The Chinchilla can be an excellent choice for a gentle child who wants to dote attention. They are usually very patient, with just the right amount of playfulness.
This is also a good choice for someone who may not be home allot, since they can pass the time readily, and seem to enjoy some space. But remember, they will need more time for grooming than just about any other breed you could choose, so if you haven't the time for that, definitely consider some of the more naturally occurring long-haired cat breeds like the Norwegian Forest cat.
If the snub-nose is what appeals to you, you can get the same facial expression from the Exotic shorthair cat, without the furry coat.
The Chinchilla cat is sometimes recognized as it's own separate breed, and sometimes is considered a color variety of Persian, depending on the Cat Association the breeder is a member of.
The coat is long and profuse with a dense undercoat. Matting occurs freely and regularly and you must brush this cat several times a week to avoid health and skin problems, as well as to maintain their appearance.
Regular grooming can be a wonderful and relaxing experience for both pet and owner, but if you smirked (even just a little) when you read that, then please don't get a Chinchilla cat. The attraction of the magnificent coat gets old fast if you don't enjoy the maintenance, and a shaved Chinchilla is simply a terrible waste.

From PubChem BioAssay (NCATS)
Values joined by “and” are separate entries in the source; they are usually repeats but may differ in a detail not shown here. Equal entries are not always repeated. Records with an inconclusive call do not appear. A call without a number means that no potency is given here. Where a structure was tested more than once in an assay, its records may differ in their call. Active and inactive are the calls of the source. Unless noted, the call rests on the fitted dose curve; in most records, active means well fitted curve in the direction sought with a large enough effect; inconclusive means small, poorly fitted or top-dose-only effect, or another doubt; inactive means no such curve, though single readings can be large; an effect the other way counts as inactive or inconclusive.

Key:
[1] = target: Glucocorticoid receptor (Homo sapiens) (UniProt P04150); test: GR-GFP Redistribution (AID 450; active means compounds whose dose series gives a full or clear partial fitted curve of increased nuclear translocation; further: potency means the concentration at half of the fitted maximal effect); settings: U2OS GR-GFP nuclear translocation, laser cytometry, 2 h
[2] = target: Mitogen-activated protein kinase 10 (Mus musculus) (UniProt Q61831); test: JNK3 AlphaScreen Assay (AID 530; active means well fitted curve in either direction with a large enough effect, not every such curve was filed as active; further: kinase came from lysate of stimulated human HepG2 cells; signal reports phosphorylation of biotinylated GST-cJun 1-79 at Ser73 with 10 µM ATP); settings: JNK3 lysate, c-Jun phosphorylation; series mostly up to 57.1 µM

These are round, stocky cats that, unfortunately, have many breed-related health issues. They are specifically bred to be brachycephalic, (flat nosed) and with the shortening of the face comes many other skeletal issues affecting the breathing, the eyes, and possibly even the brain in extreme cases. Prospective owners should study breeders carefully, and try to observe the adult cats from each bloodline.
Because it is easy-going and revels in quiet interaction, the Chinchilla is a nice family cat that does surprisingly well with considerate children, dogs, and other pets, and, with grooming requirements in mind, can be a truly wonderful companion for an elderly apartment dweller. -Chinchilla Cat Facts
Chinchilla kittens are a sight to behold. Perfect little powder puffs, often with just as perfect personalities. These kittens are usually easily trained and quick to adapt to a new environment, although some individuals may be a touch shy.
Chinchilla kittens sometimes take a few months to get their adult green eye color, and it may take well over a year for them to grow to full size and develop their adult coat.
They may even show some tabby-type stripes on the fur, especially around the legs, that usually disappears as the coat grows longer.